Attractions, Religious buildings and sites

Ekoin Temple

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Surrounded by office blocks and other bulky buildings, this temple of the Jodo (Pure Land) sect of Buddhism was constructed to honour the tens of thousands of Edoites who lost their lives in the 1657 Great Fire of Meireki. Ekoin was also the site of kanjin-zumo (the predecessor of professional sumo) tournaments for 78 years...

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Attractions, Parks and gardens

Kyu Yasuda Garden

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A Japanese garden right next to the Kokugikan, Kyu Yasuda was originally located inside the mansion complex of Honjo Munesuke, first lord of the Kasama domain. Having once drawn on the Sumida River's water for its lake and streams, recreating a tide effect inside the garden, it's beautiful year-round...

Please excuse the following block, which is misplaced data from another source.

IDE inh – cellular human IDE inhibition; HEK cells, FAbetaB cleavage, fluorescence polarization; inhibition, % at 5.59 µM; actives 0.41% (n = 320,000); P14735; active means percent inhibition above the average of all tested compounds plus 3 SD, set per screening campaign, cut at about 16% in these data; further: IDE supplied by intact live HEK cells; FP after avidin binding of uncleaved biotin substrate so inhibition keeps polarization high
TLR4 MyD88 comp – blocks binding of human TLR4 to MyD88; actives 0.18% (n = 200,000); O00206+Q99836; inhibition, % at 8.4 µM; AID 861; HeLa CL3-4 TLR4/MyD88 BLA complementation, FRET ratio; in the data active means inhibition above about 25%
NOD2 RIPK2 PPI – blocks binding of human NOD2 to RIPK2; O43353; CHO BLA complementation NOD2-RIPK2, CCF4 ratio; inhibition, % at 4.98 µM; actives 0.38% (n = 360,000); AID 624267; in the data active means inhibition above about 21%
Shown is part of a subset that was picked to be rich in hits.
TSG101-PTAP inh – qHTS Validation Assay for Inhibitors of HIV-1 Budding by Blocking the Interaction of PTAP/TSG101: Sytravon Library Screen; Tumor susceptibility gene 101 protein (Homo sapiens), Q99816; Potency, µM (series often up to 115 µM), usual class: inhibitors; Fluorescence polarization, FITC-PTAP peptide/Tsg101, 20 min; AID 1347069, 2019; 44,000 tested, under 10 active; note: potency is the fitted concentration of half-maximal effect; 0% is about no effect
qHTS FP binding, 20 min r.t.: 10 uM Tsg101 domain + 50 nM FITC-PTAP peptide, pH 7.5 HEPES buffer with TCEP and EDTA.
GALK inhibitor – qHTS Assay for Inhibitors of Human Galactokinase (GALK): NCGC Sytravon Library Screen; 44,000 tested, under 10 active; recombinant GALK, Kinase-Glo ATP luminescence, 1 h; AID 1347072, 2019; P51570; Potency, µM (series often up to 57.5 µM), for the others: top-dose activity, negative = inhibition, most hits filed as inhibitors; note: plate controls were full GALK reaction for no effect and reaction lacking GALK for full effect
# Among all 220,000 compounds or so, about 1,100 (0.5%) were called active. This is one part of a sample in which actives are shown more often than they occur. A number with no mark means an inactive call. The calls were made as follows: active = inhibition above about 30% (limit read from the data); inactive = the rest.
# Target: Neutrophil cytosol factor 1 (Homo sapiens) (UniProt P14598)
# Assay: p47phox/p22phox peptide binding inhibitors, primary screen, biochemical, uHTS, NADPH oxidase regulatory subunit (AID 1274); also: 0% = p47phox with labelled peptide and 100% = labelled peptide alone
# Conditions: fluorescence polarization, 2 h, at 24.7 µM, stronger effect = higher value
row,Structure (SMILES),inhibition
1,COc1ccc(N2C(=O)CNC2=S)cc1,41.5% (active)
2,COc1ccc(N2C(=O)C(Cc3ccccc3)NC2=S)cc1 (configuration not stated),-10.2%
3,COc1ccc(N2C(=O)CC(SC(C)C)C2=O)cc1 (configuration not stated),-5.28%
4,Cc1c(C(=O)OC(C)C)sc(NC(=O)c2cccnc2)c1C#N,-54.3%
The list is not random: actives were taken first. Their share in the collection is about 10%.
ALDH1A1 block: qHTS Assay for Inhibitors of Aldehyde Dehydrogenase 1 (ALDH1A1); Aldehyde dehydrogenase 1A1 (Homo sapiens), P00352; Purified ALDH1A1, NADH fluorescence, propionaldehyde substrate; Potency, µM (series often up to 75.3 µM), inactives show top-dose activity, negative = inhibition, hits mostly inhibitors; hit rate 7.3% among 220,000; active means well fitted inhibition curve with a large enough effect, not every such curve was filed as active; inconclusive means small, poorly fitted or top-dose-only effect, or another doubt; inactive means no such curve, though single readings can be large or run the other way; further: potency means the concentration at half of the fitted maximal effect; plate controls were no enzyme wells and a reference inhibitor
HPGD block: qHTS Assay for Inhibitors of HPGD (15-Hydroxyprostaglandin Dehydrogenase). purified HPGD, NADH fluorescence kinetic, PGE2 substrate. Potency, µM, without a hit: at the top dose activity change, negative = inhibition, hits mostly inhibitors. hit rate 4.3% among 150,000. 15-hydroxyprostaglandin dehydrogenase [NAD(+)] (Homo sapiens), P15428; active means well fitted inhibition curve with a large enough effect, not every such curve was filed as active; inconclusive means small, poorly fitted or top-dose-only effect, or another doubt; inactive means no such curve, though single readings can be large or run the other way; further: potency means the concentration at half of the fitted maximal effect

View some art

Art

Gallery MoMo Ryogoku

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Opened in 2008, the second outpost (the other one is in Roppongi) of this contemporary art gallery strives to cultivate a new generation of artists through an exhibition selection that emphasises fresh new names and unique personalities...

Art, Galleries

Ai Koko Gallery

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Opened in 2011, this gallery is found inside an apartment complex and focuses on contemporary art. You can expect quite a variety of conceptual pieces and events from the likes of Daisuke Nishijima, Masahiro Wada and Yuji Ohta...

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Art

Ryogoku Monten Hall